Has a problem with authority.

“The candidate told the interviewer he was fired from his last job for beating up his boss.” Source: Careerbuilder.com

He was a fugitive.

“The candidate said that by crossing the Maryland state line he was in violation of his probation but felt the interview was worth risking possible jail time.”  Source: Washingtonian.com

Something didn’t add up.

“An applicant said she was a ‘people person,’ not a ‘numbers person,’ in her interview for an accounting position.” Source: Careerbuilder.com

Got a little too comfortable.

“A candidate complained that she was hot. She then said ‘Excuse me’ and removed her socks. After placing them on the desk, she continued as if everything was normal.”

 

(All of these examples came from Reader’s Digest online at http://www.rd.com)

 

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Questions You Need to Ask During a Job Interview

Wow…back online after a fabulous vacation in Spain (Madrid, Toledo, Seville, and Barcelona) and smack in the midst of preparing for presentations and personal career consultations for upcoming international conference in June.

On the plane to Madrid, I came across an article in RealSimple Magazine entitled, “Do You Have Questions for Me?” The article offered with four smart questions you need to add to your arsenal during job interviews. You don’t have to ask all four, but I’m sure each specific job interview will present an opportunity to toss out one or two of them. So, here’s the article…

It’s the moment that you’ve been dreading. Your prospective boss leans forward and asks the question about, you know, questions. Moments before, you were chatting merrily. Now it’s crickets in the conference room. To end your interview on a high note (and to ensure that you’ve examined your future workplace as carefully as they’ve scrutinized you), stick one of these expert-recommended queries in your back pocket.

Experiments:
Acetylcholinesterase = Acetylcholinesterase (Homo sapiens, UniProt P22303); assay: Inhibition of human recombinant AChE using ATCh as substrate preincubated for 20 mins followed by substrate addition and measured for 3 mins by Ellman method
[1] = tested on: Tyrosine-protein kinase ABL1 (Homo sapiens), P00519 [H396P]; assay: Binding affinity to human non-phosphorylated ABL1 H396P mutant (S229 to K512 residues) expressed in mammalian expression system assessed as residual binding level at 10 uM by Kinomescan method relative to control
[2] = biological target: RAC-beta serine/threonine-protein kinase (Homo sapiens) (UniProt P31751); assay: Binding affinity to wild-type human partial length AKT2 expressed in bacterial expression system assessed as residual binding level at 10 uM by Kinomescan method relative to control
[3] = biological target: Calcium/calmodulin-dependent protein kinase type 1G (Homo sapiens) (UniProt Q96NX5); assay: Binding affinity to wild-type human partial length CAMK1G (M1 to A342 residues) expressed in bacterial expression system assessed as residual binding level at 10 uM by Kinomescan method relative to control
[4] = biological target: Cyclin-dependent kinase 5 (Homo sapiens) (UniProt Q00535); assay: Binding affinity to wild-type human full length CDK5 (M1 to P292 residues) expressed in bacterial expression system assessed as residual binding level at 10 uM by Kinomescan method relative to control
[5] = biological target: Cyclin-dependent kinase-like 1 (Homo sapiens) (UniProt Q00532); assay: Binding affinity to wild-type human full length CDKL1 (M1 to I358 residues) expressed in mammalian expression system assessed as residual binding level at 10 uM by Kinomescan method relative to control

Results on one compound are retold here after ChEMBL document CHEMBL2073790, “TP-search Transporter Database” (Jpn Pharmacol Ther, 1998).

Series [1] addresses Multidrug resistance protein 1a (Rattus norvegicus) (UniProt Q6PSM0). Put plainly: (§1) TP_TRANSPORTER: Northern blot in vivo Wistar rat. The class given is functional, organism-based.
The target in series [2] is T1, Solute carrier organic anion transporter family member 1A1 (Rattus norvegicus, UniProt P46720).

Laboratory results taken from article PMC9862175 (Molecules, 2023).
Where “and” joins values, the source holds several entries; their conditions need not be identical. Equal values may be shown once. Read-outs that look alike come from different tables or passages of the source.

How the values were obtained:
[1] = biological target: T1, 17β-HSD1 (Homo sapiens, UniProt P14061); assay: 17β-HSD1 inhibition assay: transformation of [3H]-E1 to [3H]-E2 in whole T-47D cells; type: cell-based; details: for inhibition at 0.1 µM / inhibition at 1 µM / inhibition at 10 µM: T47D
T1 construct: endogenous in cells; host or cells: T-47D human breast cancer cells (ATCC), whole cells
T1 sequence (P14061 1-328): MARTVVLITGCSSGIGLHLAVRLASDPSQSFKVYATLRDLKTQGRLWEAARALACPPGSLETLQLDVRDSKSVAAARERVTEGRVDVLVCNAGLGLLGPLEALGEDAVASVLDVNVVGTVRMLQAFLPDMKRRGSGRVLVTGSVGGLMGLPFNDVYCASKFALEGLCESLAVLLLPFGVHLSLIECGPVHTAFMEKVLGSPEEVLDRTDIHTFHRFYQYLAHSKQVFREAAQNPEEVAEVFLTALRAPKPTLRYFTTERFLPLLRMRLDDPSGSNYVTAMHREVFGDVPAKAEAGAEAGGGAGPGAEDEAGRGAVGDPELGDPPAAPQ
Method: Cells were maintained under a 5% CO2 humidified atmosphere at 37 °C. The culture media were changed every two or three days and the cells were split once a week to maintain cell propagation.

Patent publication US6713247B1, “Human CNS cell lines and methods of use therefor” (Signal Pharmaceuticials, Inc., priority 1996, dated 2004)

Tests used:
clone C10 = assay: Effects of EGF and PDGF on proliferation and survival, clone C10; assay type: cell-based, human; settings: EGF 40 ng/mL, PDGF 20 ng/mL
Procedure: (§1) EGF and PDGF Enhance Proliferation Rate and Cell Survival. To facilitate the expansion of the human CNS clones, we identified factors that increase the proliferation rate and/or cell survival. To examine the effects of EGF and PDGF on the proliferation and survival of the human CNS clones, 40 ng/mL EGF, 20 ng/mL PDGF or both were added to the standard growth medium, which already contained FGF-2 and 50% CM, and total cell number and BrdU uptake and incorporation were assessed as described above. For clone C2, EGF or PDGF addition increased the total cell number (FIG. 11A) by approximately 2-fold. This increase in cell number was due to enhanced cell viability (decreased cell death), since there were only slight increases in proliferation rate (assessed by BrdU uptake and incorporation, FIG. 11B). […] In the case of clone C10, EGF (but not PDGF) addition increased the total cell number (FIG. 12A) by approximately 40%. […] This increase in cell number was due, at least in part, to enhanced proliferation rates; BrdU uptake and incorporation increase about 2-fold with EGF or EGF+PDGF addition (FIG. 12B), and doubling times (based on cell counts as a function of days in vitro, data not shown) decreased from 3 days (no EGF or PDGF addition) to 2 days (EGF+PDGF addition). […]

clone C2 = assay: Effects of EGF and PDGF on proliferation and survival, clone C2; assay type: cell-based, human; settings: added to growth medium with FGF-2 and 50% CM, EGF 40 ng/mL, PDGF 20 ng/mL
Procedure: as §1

What is the most important quality I need to succeed in this position? Your would-be boss’s response gives you an inside look at the company’s value system, says Allyson Willoughby, the senior vice president of human resources at Glassdoor.com, a career site. For example, if your interviewer says “accountability,” you know that she will expect you to take responsibility for your actions. Plus, says Willoughby, “asking this question shows that you’re thinking about the importance of your work style, not just the skill set you offer.”

Can you describe a recent stressful workday that you experienced? Details about the not-so-great times can tell you as much, of not more, about the realities of day-to-day business as you would learn from abstract talk about the future. Your interviewer’s reply can also illuminate how she handles conflict, says Shannon King, the chief operating office of Levo, a career forum. If you follow up by asking her what could have made that day less challenging, she’ll understand that your aim is to make her life easier.

What would you expect a star performer to accomplish in the first 30 days? This question shows the boss that you will be results oriented; conversely, it gives you a preview of your future to-do list. “If you’re interviewed by multiple people for the same position, you would be smart to ask this of all of them,” says Priscilla Claman, the president of the Boston-based coaching firm Career Strategies Incorporated. “Then you can see if their answers differ.”

What are some of your favorite office traditions? Office culture matters. Chances are, you’ll want to know if the company has happy hour once a month or a killer Halloween party–or if, on the other hand, employees don’t socialize at all. The answer may lighten the mood in what can be a serious conversation. It will also give your interviewer a welcome opportunity to tell you what’s fun about working for the company.

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OK, some good ideas. Pay attention to how the interview flows and you’ll know which of the questions can best cement your position going forward in the hiring process.

As always, if you have a specific topic you’d like me to address, let me know.